It’s been interesting to follow this week’s story of the “discovery” of the fossil named ‘Ida‘, almost as much for the detailing of the deal, with obvious parallels to the trade in archaeological finds, as for the consideration of the gains in evolutionary knowledge promised by this unique specimen.

http://www.guardian.co.uk/science/2009/may/19/fossil-ida-missing-link-discovery

According to the Guardian of the 24th May, a National Geographic photographer had seen, but had been refused permission to photograph the same fossil 10 years ago. It was originally dug out of the Messel pit, near Darmstadt, in Germany in 1983. We can only speculate on the impetus behind its eventual release to the world, but a payment of $1million was agreed between the collector’s dealer and a palaeontologist from the Natural History Museum in Oslo. Two German museums had previously rejected the fossil because of the prohibitive amount demanded.

It’s worth quoting the following, from the later Guardian article by Ian Sample:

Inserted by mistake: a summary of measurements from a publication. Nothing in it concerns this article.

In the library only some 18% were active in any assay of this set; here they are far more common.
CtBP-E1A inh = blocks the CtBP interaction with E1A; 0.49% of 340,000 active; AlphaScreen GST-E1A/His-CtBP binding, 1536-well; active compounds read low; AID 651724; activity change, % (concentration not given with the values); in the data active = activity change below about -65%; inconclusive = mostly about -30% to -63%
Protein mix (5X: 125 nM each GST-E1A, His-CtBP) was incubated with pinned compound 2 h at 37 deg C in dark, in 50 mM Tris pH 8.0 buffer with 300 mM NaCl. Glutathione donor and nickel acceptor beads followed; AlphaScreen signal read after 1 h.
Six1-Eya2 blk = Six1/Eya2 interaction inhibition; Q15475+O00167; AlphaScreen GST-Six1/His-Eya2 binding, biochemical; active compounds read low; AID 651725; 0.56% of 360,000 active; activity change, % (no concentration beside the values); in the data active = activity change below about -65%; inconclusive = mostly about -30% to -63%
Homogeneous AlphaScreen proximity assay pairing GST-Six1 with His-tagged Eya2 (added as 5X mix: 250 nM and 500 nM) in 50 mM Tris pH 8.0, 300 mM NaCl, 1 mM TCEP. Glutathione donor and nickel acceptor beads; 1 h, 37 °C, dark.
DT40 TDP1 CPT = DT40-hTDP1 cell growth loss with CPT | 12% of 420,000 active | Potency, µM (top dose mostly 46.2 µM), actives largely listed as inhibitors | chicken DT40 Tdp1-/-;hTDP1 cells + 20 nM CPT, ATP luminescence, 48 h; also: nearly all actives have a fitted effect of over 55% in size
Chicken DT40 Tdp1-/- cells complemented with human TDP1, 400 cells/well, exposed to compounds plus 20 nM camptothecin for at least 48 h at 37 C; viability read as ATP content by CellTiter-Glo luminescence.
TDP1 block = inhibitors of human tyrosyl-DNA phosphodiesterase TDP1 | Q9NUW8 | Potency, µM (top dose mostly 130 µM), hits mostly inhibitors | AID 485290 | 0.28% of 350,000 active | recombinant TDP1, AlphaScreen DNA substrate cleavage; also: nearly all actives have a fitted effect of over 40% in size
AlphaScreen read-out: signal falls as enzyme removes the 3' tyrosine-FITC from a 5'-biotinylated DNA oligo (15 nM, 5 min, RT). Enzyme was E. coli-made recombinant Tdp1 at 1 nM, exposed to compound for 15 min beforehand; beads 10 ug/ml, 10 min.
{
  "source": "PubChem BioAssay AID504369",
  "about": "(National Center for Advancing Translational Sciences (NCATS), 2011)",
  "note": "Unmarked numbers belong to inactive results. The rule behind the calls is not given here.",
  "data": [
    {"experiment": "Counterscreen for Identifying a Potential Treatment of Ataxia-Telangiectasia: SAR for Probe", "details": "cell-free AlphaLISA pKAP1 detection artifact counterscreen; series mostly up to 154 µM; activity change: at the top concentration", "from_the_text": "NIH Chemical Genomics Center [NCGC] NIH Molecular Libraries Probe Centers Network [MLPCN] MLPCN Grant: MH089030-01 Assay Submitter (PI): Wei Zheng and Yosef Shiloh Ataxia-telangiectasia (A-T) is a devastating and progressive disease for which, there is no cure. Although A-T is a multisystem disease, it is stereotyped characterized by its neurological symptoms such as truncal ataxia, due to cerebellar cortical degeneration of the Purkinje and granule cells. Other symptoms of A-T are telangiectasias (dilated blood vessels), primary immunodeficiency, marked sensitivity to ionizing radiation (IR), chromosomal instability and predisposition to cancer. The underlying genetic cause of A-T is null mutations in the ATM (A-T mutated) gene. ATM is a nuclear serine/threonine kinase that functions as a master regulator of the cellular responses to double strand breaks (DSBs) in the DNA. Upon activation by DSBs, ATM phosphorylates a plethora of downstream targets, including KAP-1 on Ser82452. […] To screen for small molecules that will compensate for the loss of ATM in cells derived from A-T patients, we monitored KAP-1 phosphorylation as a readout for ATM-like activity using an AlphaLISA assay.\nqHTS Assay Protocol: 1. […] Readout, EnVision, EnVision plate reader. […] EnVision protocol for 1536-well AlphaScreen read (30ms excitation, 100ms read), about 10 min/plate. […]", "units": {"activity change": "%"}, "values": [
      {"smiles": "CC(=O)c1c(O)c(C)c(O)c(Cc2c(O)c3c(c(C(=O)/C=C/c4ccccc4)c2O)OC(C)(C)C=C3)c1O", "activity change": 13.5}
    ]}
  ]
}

“…she has already shed light on the murky world of fossil dealing. This is an international business, where middlemen, who often work with unnamed buyers and sellers, negotiate staggering sums of money for fossils that are sometimes of uncertain provenance and legality. While academics spend years unearthing and characterising fossils to further our knowledge of life’s history, there are private fossil hunters driving around with picks and shovels, intent on grabbing what they can to sell to the highest bidder.”

In fossil hot-spots around the world and particularly where local regulations are either nonexistent or ineffective, specimens are sourced and sold on, often disappearing into private collections. In many cases portions of fossils, divided in the course of excavation, are sold separately. It is debatable whether the occasional, expensive success story outweighs these losses to knowledge through dismemberment or concealment. ‘Ida’ spent 26 years, if ownership was constant, on a dentist’s wall.